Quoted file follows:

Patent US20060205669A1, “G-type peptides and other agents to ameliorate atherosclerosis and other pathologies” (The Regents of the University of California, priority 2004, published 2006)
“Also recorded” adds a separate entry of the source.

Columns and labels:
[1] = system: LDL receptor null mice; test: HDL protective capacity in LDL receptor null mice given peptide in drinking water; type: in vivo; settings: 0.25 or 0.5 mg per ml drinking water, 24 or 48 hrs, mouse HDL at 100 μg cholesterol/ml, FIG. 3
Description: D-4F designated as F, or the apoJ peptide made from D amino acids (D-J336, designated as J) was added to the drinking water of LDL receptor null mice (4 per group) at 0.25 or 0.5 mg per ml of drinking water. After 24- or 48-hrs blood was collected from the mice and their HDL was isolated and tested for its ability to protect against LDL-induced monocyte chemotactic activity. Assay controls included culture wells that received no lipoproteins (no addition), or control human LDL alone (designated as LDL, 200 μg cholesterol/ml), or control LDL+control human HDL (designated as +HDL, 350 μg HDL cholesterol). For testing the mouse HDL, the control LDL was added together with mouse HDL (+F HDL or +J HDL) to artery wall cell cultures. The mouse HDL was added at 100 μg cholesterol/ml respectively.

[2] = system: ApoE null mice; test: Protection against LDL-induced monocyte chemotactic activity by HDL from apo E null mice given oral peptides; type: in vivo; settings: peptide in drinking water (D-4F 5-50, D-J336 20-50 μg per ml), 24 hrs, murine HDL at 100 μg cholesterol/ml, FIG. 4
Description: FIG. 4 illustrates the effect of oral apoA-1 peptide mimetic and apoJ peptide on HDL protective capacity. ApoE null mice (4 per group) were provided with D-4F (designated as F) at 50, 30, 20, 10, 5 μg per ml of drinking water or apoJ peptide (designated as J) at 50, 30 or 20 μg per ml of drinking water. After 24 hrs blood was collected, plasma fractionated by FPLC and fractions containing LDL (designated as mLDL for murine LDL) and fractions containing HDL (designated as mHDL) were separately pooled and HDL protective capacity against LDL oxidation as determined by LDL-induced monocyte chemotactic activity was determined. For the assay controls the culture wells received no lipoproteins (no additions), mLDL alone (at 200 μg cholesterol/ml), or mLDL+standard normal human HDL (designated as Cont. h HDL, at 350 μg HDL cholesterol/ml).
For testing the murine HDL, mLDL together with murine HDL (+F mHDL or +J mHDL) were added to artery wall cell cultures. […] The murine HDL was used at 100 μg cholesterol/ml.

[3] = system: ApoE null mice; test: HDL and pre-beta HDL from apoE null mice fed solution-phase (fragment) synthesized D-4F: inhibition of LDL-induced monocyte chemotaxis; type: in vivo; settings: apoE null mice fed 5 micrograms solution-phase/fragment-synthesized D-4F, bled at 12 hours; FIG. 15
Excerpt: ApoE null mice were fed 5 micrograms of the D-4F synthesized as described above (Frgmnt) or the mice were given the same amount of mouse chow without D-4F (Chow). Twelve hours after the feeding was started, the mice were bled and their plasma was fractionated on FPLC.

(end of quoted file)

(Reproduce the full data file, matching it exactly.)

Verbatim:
Patent US20060205669A1, “G-type peptides and other agents to ameliorate atherosclerosis and other pathologies” (The Regents of the University of California, priority 2004, published 2006)
“Also recorded” adds a separate entry of the source.

Columns and labels:
[1] = system: LDL receptor null mice; test: HDL protective capacity in LDL receptor null mice given peptide in drinking water; type: in vivo; settings: 0.25 or 0.5 mg per ml drinking water, 24 or 48 hrs, mouse HDL at 100 μg cholesterol/ml, FIG. 3
Description: D-4F designated as F, or the apoJ peptide made from D amino acids (D-J336, designated as J) was added to the drinking water of LDL receptor null mice (4 per group) at 0.25 or 0.5 mg per ml of drinking water. After 24- or 48-hrs blood was collected from the mice and their HDL was isolated and tested for its ability to protect against LDL-induced monocyte chemotactic activity. Assay controls included culture wells that received no lipoproteins (no addition), or control human LDL alone (designated as LDL, 200 μg cholesterol/ml), or control LDL+control human HDL (designated as +HDL, 350 μg HDL cholesterol). For testing the mouse HDL, the control LDL was added together with mouse HDL (+F HDL or +J HDL) to artery wall cell cultures. The mouse HDL was added at 100 μg cholesterol/ml respectively.

[2] = system: ApoE null mice; test: Protection against LDL-induced monocyte chemotactic activity by HDL from apo E null mice given oral peptides; type: in vivo; settings: peptide in drinking water (D-4F 5-50, D-J336 20-50 μg per ml), 24 hrs, murine HDL at 100 μg cholesterol/ml, FIG. 4
Description: FIG. 4 illustrates the effect of oral apoA-1 peptide mimetic and apoJ peptide on HDL protective capacity. ApoE null mice (4 per group) were provided with D-4F (designated as F) at 50, 30, 20, 10, 5 μg per ml of drinking water or apoJ peptide (designated as J) at 50, 30 or 20 μg per ml of drinking water. After 24 hrs blood was collected, plasma fractionated by FPLC and fractions containing LDL (designated as mLDL for murine LDL) and fractions containing HDL (designated as mHDL) were separately pooled and HDL protective capacity against LDL oxidation as determined by LDL-induced monocyte chemotactic activity was determined. For the assay controls the culture wells received no lipoproteins (no additions), mLDL alone (at 200 μg cholesterol/ml), or mLDL+standard normal human HDL (designated as Cont. h HDL, at 350 μg HDL cholesterol/ml).
For testing the murine HDL, mLDL together with murine HDL (+F mHDL or +J mHDL) were added to artery wall cell cultures. […] The murine HDL was used at 100 μg cholesterol/ml.

[3] = system: ApoE null mice; test: HDL and pre-beta HDL from apoE null mice fed solution-phase (fragment) synthesized D-4F: inhibition of LDL-induced monocyte chemotaxis; type: in vivo; settings: apoE null mice fed 5 micrograms solution-phase/fragment-synthesized D-4F, bled at 12 hours; FIG. 15
Excerpt: ApoE null mice were fed 5 micrograms of the D-4F synthesized as described above (Frgmnt) or the mice were given the same amount of mouse chow without D-4F (Chow). Twelve hours after the feeding was started, the mice were bled and their plasma was fractionated on FPLC.